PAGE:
# differentiation-3

3) _{ } Why?

Proof:

Let y = f_{1}(x) + f_{2}(x), Where f_{1}(x) and f_{2}(x) are differentiable functions of x.

Then

_{ }

Thus _{ } .

4) _{ } Why?

Proof:

Let y = f_{1}(x).f_{2}(x) where both f_{1}(x) and f_{2}(x) are differentiable function of x.

_{ }

_{ }

_{ }

_{ }

5) _{ } Why?

Proof:

Let_{ } , where f_{1}(x) and f_{2}(x) are differentiable functions at all points in its domain and f_{2}(x) ¹ 0.

_{ }

_{ }

6) _{ } Why?

Proof:

Let y = f (t), t = g(x)

Then y = f (g(x)) is a function of x.

Dy = f (t+Dt) - f (t)

And Dt = g (x+Dx) - g(x)

_{ }

Assuming that for sufficient small values of Dx, Dt ¹ 0 this will necessarily be the case if _{ } then since g is differentiable it is continuous and hence when Dx®0, x+Dx®x any g(x+Dx) ® g(x).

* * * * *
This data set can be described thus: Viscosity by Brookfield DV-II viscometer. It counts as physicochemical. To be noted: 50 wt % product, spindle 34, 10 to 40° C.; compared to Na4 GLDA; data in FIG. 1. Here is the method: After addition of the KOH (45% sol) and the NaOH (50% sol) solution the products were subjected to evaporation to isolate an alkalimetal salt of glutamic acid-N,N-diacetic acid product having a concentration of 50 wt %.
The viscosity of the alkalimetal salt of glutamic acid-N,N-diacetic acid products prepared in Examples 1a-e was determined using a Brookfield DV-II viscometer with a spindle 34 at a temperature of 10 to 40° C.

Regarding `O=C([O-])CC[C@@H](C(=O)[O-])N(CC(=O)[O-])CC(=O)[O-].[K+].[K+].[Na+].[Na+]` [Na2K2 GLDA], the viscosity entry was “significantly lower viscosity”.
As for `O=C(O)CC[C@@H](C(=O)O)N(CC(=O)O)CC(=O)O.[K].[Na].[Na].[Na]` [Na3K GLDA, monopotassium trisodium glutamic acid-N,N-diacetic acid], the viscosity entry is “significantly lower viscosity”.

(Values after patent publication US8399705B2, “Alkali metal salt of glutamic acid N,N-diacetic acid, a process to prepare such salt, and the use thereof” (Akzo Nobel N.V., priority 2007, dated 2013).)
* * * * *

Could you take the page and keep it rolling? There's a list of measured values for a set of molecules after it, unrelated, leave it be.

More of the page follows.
Therefore t+Dt®t and Dt®0, since Dt ¹ 0 and Dx®0 we may write,

_{ } .

Clearly f and g are both continuous functions because they are differentiable thus Dt®0 when Dx®0 and Dy®0 when Dt®0.

_{ }

Hence_{ }

**Standard Formulae of Differentiation: **

1) _{ }

Proof:

Let _{ }

_{ }

_{ }

Thus_{ }

2) _{ }

Proof:

_{ }

Thus_{ }

3) _{ }

Proof:

_{ }

_{ }

So, _{ }

4) _{ }

Proof:

_{ }